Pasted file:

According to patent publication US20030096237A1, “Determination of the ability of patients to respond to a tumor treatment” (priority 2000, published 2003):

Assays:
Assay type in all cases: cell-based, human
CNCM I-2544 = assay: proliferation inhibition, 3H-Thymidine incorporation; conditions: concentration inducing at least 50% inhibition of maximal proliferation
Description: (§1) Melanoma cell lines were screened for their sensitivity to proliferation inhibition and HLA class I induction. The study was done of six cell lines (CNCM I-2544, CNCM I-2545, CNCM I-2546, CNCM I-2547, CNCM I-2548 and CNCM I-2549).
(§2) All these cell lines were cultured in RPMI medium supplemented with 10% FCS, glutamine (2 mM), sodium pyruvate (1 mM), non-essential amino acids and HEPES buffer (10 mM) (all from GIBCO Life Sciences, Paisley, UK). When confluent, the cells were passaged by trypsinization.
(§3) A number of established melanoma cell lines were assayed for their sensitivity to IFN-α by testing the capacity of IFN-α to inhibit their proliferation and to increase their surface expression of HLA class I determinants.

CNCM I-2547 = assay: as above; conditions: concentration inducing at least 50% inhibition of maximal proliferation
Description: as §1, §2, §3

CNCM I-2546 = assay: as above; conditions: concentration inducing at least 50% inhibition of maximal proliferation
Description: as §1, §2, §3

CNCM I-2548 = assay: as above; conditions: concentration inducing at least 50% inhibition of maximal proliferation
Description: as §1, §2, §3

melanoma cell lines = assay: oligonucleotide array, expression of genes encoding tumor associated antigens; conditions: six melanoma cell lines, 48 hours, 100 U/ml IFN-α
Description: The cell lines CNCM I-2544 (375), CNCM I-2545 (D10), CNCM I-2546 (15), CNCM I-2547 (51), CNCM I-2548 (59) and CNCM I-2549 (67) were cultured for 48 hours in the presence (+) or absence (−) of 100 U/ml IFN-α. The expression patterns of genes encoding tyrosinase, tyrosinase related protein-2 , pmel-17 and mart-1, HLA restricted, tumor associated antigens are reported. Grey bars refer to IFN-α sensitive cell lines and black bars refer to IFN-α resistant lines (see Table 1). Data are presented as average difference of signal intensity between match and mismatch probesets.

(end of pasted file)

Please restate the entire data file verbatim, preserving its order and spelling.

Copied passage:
According to patent publication US20030096237A1, “Determination of the ability of patients to respond to a tumor treatment” (priority 2000, published 2003):

Assays:
Assay type in all cases: cell-based, human
CNCM I-2544 = assay: proliferation inhibition, 3H-Thymidine incorporation; conditions: concentration inducing at least 50% inhibition of maximal proliferation
Description: (§1) Melanoma cell lines were screened for their sensitivity to proliferation inhibition and HLA class I induction. The study was done of six cell lines (CNCM I-2544, CNCM I-2545, CNCM I-2546, CNCM I-2547, CNCM I-2548 and CNCM I-2549).
(§2) All these cell lines were cultured in RPMI medium supplemented with 10% FCS, glutamine (2 mM), sodium pyruvate (1 mM), non-essential amino acids and HEPES buffer (10 mM) (all from GIBCO Life Sciences, Paisley, UK). When confluent, the cells were passaged by trypsinization.
(§3) A number of established melanoma cell lines were assayed for their sensitivity to IFN-α by testing the capacity of IFN-α to inhibit their proliferation and to increase their surface expression of HLA class I determinants.

CNCM I-2547 = assay: as above; conditions: concentration inducing at least 50% inhibition of maximal proliferation
Description: as §1, §2, §3

CNCM I-2546 = assay: as above; conditions: concentration inducing at least 50% inhibition of maximal proliferation
Description: as §1, §2, §3

CNCM I-2548 = assay: as above; conditions: concentration inducing at least 50% inhibition of maximal proliferation
Description: as §1, §2, §3

melanoma cell lines = assay: oligonucleotide array, expression of genes encoding tumor associated antigens; conditions: six melanoma cell lines, 48 hours, 100 U/ml IFN-α
Description: The cell lines CNCM I-2544 (375), CNCM I-2545 (D10), CNCM I-2546 (15), CNCM I-2547 (51), CNCM I-2548 (59) and CNCM I-2549 (67) were cultured for 48 hours in the presence (+) or absence (−) of 100 U/ml IFN-α. The expression patterns of genes encoding tyrosinase, tyrosinase related protein-2 , pmel-17 and mart-1, HLA restricted, tumor associated antigens are reported. Grey bars refer to IFN-α sensitive cell lines and black bars refer to IFN-α resistant lines (see Table 1). Data are presented as average difference of signal intensity between match and mismatch probesets.